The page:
1. Blood pressure – high blood pressure can damage small blood vessels. According to the National Kidney Foundation, high blood pressure is the second leading cause of kidney failure after diabetes. So what should your numbers be? The National Kidney Foundation says 120/80 is best, 130/80 is okay and 140/90 may be good for some people. Aim for the lowest one.

2. Protein in urine (albuminuria) – this is an early sign of chronic kidney disease (CKD). By the way, excessive bubbles in the urine may indicate the presence of protein. A good number is less than 30 mg of albumin per gram of urinary creatinine.

3. Creatinine in blood – Creatinine is the waste product of muscle activity. Healthy kidneys will filter this out; if kidney function is reduced, your level will rise. A good score is 0.6 to 1.2 deciliter of blood.

4. Glomerular Filtration Rate (GFR) This is the test doctors use to gauge kidney function. This test is based on your age, race and gender. You want a score of over 90.

Protect your kidneys by:

1. Keeping your blood pressure and blood sugar levels under control. Blood sugar should be under 100.
2. Limiting salt intake
3. Avoiding NSAIDs, a type of painkillers, and never exceeding the recommended dosage.
4. Using protein in moderation. Eat a balanced diet.
5. Exercising regularly. This will not only keep your kidneys healthy, but it will keep your blood pressure, sugar and cholesterol levels down.
6. Quitting smoking.
7. Drinking alcohol only in moderation.
8. Staying hydrated. Substitute water for sodas and sugary drinks.

As I stated before, many people may already have kidney disease before they experience symptoms, therefore to be safe, see your doctor and ask him to perform these health tests if he hasn’t done so already. Be proactive. Follow the recommendations to protect your kidneys and familiarize yourself with the important numbers given above.

Want to receive posts like this in your mailbox? Or do you need someone to help you achieve your health goals? Then fill in the form below for a free consultation.

[contact-form][contact-field label=”Name” type=”name” required=”true” /][contact-field label=”Email” type=”email” required=”true” /][contact-field label=”Website” type=”url” /][contact-field label=”Message” type=”textarea” /][/contact-form]

Until next time,

Stay healthy.

Posted on

Taking Care of Your Kidneys


March is National Kidney Month. What I like about these special observations is that they make us aware of certain disorders that we should address or get tested for to ensure we remain healthy. There are other disorders that are observed this month, but since the month is almost over, I’ll just focus on the kidney.

What are your kidneys and what do they do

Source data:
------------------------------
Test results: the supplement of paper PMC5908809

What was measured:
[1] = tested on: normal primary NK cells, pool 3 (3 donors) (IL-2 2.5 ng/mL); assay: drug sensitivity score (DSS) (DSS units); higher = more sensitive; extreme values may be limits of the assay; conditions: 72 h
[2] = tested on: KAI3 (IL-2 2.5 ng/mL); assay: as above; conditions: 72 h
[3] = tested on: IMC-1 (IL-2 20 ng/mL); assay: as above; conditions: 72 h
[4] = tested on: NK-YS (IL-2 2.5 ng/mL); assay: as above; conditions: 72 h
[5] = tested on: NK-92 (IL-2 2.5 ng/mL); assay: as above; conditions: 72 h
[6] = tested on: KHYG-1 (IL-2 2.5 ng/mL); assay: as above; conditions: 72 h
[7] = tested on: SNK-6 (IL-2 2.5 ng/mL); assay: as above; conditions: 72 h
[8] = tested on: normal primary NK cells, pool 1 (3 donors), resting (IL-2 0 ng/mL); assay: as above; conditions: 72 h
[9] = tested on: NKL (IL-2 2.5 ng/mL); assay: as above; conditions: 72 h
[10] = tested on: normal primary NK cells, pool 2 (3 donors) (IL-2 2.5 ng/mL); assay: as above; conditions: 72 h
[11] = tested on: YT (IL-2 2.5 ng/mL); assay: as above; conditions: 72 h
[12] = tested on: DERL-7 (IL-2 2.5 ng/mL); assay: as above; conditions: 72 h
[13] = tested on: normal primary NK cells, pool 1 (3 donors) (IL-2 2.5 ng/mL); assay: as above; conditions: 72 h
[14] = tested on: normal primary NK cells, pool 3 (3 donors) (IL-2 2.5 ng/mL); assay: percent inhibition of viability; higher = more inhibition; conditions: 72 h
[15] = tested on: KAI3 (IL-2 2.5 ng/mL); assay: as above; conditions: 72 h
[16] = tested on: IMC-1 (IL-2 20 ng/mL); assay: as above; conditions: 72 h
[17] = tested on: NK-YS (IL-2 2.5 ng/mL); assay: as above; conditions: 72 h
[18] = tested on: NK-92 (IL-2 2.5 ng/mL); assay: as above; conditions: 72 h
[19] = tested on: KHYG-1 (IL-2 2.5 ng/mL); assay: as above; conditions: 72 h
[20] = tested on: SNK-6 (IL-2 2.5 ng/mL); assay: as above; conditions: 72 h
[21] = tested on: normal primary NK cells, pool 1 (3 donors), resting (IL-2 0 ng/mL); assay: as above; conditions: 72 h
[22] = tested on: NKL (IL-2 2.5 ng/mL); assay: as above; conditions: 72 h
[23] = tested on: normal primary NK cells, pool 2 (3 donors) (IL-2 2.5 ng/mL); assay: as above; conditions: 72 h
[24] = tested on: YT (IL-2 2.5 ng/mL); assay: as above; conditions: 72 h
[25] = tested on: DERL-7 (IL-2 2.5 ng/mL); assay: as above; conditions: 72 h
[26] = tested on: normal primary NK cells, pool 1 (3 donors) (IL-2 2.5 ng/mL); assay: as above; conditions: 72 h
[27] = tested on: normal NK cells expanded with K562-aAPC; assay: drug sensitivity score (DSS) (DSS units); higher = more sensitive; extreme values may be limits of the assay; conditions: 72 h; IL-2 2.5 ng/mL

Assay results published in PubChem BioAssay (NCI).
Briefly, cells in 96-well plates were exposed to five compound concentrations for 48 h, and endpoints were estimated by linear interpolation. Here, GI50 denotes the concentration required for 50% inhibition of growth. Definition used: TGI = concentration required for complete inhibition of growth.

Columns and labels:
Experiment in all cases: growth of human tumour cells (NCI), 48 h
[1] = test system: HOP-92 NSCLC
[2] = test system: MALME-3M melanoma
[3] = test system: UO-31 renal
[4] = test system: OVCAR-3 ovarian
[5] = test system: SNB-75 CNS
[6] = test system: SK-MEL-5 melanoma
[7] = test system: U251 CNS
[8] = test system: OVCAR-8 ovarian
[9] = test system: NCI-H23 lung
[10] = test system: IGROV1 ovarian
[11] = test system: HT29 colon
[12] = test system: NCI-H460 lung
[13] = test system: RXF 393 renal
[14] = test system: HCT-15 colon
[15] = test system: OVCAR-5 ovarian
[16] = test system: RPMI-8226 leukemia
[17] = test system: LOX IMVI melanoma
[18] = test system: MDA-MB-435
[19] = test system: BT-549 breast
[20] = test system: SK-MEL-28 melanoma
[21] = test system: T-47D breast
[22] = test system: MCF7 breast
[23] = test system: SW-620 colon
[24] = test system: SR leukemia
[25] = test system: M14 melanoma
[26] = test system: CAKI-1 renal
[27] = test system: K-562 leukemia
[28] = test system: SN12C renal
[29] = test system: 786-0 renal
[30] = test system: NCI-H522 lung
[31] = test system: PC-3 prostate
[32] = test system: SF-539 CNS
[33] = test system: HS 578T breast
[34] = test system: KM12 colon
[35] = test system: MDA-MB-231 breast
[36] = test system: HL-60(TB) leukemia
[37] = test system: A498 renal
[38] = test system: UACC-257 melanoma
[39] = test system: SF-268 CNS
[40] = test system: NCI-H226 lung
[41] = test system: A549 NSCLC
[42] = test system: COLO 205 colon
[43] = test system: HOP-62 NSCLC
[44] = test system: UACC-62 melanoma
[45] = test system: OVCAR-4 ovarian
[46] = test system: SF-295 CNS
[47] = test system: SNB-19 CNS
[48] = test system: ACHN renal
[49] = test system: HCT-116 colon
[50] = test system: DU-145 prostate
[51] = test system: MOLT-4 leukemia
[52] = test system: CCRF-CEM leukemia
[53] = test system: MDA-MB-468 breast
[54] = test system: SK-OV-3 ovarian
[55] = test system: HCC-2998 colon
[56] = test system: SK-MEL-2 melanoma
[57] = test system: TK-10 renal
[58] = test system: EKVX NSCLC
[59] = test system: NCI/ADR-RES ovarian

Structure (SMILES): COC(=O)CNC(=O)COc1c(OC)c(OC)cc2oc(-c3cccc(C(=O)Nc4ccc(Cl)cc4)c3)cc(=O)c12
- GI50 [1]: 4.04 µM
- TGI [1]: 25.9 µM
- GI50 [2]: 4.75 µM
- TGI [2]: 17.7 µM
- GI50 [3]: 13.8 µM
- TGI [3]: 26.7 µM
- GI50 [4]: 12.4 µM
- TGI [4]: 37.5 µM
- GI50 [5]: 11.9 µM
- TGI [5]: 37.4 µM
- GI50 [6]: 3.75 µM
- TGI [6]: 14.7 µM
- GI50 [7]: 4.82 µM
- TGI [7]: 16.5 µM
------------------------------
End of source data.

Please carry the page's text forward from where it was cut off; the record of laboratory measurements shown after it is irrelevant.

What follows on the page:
Located on either side of the spine at the lowest level of the rib cage, the kidneys are about the size of a fist and have the important function of filtering waste from the body. The kidneys filter and return about 200 quarts of fluid to the bloodstream every 24 hours. About 2 quarts are removed from the body in the form of urine. In addition to filtering and removing waste from the body, the kidneys also:

a. balance the body’s fluids
b. produce hormones that regulate blood pressure
c. produce an active form of vitamin D that promotes strong, healthy bones
d. control the production of red blood cells

What can cause kidney disease

Diabetes, high blood pressure, genetics or being over the age of 60 can contribute to kidney disease.

Diabetes – a disease in which a person’s body does not produce enough insulin or cannot use it properly. Diabetes is the leading cause of kidney disease.
High blood pressure – this occurs when the force of the blood against the artery walls increases. This may lead to strokes and heart attacks.
Genetics – Polycystic kidney disease is the most common inherited kidney disease.
Kidney stones, urinary tract infections, using large amounts of over-the-counter pain meds, street drugs such as heroin and crack can damage your kidneys.

Warning signs of kidney disease:

Tiredness/decreased energy
High blood pressure
Blood in the urine
Frequent urination, especially at night; difficult or painful urination
Puffiness around eyes; swelling of hands and feet
A creatinine and Blood Urea Nitrogen (BUN) blood test, outside the normal range. When your kidney function is reduced, BUN and creatinine are wastes that build up in the blood.
A glomerular filtration rate (GFR) less than 60.

When it comes to kidney disease, there is bad news and good news. The bad news is that most people will not know they have kidney disease until the disease has already progressed. The good news is that it can be treated successfully. In my next post, I will tell you how you can avoid getting this disease and, if you already have it, how it can be treated.
Until next time,
Stay well.

Want to receive posts like this in your mailbox? Or do you need someone to help you achieve your health goals? Then fill in the form below for a free consultation.
[contact-form][contact-field label=”Name” type=”name” required=”true” /][contact-field label=”Email” type=”email” required=”true” /][contact-field label=”Website” type=”url” /][contact-field label=”Message” type=”textarea” /][/contact-form]